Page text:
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Wall Street History

04/07/2006

Another Look at Seasonality

While I ran my “seasonality” piece last November, as we
approach the 5/1–10/31 ‘soft patch,’ at least historically
speaking, I just wanted to give you a heads up on what you’ll
undoubtedly be hearing the next few weeks.

What I have done this time is add a little more meat to the story
in giving you data for the S&P 500 the past 8 years, in good
times and in bad.

----

Back in 1986, Yale Hirsch, now Editor at Large of “Stock
Trader’s Almanac,” discovered one of the most powerful
principles of investing, that being if you invest only during the
November 1 – April 30 time period you will have far more
success than investing in the corresponding period, May 1 –
October 31. And it’s not even close.

For example:

If you invested $10,000 in the Dow Jones Industrial Average on
May 1, 1950 and took it out each October 31, repeating this
exercise through 2004, your portfolio after 54 years would have
actually shrunk $502 to $9,498. [Not including dividends.]

But, if you took $10,000 and invested it only during November 1
– April 30, your portfolio would have grown $499,933.

*For the S&P 500 the results are $357,785 and $7,461.

The key is the power of compounding, as well as the fact that the
four top months since 1950 for both the Dow and the S&P are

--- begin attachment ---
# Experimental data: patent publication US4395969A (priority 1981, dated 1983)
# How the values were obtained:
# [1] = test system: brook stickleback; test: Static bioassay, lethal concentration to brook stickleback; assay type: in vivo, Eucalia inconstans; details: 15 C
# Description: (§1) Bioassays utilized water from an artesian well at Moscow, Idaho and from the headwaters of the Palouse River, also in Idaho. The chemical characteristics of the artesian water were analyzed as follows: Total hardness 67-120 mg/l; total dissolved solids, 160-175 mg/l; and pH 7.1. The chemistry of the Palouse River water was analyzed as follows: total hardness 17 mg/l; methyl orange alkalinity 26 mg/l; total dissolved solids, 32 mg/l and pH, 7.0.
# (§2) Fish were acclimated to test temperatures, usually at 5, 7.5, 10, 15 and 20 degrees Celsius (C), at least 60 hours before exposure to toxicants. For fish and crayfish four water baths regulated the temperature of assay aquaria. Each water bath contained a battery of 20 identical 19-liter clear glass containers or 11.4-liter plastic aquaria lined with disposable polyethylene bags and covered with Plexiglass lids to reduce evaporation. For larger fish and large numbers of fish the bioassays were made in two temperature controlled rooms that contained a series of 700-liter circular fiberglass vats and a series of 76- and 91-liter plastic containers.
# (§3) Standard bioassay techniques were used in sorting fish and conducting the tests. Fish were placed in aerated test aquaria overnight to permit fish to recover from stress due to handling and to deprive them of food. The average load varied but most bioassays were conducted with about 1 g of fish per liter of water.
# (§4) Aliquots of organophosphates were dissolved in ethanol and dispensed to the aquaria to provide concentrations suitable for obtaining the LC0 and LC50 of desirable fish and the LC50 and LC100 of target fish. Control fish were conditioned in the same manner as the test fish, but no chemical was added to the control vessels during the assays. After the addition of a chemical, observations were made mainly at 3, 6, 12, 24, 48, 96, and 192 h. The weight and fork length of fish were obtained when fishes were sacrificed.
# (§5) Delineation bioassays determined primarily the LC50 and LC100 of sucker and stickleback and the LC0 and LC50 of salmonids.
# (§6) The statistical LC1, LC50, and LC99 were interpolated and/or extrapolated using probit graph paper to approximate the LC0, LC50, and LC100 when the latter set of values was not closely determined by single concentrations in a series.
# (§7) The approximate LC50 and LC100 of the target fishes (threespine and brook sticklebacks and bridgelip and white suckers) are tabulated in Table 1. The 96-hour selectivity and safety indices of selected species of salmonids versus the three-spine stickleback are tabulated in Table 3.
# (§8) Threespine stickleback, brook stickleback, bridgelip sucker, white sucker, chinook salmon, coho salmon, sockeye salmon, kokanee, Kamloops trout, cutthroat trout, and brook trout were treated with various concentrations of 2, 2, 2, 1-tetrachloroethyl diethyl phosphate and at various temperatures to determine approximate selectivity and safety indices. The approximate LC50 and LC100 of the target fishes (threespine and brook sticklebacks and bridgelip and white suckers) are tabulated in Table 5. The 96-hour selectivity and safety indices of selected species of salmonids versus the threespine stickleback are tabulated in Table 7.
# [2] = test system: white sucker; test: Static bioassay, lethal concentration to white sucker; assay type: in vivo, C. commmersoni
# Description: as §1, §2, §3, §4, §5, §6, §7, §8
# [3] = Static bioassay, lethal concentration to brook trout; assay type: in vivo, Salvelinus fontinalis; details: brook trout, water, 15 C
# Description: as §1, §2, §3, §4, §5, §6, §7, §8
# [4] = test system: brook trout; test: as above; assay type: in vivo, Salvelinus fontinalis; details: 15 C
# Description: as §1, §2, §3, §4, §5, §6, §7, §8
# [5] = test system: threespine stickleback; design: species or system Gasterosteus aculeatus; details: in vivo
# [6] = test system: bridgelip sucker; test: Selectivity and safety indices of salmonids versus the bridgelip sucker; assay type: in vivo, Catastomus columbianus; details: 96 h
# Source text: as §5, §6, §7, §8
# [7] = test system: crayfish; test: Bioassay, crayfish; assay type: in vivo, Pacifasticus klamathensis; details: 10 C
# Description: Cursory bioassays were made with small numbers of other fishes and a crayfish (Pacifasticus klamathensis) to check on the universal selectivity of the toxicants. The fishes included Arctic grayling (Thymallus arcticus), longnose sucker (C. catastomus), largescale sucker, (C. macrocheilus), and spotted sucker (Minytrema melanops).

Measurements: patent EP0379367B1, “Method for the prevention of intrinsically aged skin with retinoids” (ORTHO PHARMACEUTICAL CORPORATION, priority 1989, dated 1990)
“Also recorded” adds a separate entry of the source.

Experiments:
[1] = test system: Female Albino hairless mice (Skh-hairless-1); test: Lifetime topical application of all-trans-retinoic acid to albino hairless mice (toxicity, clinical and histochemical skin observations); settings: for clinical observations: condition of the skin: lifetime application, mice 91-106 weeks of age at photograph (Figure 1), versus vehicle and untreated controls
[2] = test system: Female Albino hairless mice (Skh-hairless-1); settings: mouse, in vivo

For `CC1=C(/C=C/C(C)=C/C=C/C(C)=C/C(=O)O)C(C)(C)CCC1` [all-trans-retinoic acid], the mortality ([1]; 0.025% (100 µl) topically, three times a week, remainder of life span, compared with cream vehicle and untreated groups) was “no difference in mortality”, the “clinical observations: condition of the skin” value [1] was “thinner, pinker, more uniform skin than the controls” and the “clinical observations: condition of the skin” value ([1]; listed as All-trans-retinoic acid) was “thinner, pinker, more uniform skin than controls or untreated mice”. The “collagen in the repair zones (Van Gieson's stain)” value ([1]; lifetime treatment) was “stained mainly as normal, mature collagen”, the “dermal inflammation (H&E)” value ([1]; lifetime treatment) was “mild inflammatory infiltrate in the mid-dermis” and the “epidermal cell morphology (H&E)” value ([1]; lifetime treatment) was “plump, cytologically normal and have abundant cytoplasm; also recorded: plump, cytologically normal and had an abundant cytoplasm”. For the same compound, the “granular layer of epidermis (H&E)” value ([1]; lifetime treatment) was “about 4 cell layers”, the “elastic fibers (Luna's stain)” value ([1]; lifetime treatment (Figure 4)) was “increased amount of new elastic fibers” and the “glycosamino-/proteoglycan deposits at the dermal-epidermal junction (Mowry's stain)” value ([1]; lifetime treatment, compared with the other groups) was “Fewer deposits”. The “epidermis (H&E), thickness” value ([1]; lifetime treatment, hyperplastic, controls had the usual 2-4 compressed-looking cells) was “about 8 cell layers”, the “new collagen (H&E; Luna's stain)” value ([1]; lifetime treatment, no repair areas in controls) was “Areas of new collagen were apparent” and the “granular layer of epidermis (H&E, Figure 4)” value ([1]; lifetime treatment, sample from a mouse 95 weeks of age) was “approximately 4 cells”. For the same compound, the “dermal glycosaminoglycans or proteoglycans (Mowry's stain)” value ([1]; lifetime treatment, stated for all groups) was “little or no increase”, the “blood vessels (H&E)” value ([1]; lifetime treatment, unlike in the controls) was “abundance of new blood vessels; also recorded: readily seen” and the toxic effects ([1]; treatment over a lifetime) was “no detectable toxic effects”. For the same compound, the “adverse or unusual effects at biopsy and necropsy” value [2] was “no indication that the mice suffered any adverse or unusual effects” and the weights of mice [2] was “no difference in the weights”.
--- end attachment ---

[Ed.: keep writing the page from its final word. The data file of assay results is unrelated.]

November, December, January, and April, all within the 11/1-
4/30 timeframe. [For the S&P it’s five months, including
March.]

Monthly returns for the Dow Jones January 1950 – June 2005

November ..1.7% avg. percentage change
December ..1.8%
January ..1.3%
February 0.2%
March 0.9%
April ..1.8%

May 0.1%
June ......-0.1%
July 1.0%
August ..-0.1%
September....-1.1%
October ......0.6%

Returns for the S&P 500 January 1950 – June 2005

November.....1.7%
December .1.7%
January .1.4%
February ..-0.0% [-0.02]
March ...1.0%
April .1.3%

May ..0.3%
June ..0.2%
July ...0.8%
August ..0.0% [0.02]
September...-0.7%
October .....0.9%

Nasdaq January 1971 – June 2005

November ..2.1%
December ...2.1%
January ...3.7%
February .0.6%
March .0.3%
April ...1.1%

May 1.2%
June 1.2%
July ...-0.4%
August 0.2%
September .-1.0%
October ..0.6%

Source: “Stock Trader’s Almanac 2006”

---

Following are levels for the S&P 500 at the seasonal turning
points related to the above. I have included the total return for
the S&P 500 for the full year to remind you of the overall
environment.

4/30/97.. .801 [S&P 500]
10/31/97 .914 [S&P +33.4% for all of 1997]
4/30/98 ..1111
10/30/98 1098 [S&P +28.6% for 1998]
4/30/99 ..1335
10/29/99 1366 [S&P +21.0% for 1999]
4/28/00 ..1452
10/31/00 1429 [S&P -9.1% for 2000]
4/30/01 ..1249
10/31/01 1059 [S&P -11.9% for 2001]
4/30/02 ..1076
10/31/02 .885 [S&P -22.1% for 2002]
4/30/03 ...916
10/31/03 1050 [S&P +28.7% for 2003]
4/30/04 ..1107
10/29/04 1130 [S&P +10.9% for 2004]
4/29/05 ..1156
10/31/05 1207 [S&P +4.9% for 2005]
3/31/06 ..1294

So what did we learn from this little exercise? Well, take a look
at 1998, a great year for the market. But the seasonally weak
period, 5/1-10/31, was just that as the S&P actually declined
during that time in the middle of a +28% year.

Or look at 11/1/01-4/30/02. The S&P actually rose, in keeping
with history, even though 2001 and 2002 were dreadful years for
the index.

But now you have to determine if in the midst of a sizable
current rally will the market tread water, or decline, from 5/1-
10/31 this time around? I’ll save my own thoughts for “Week in
Review.”

Wall Street History will return next week a look at kerosene.

Brian Trumbore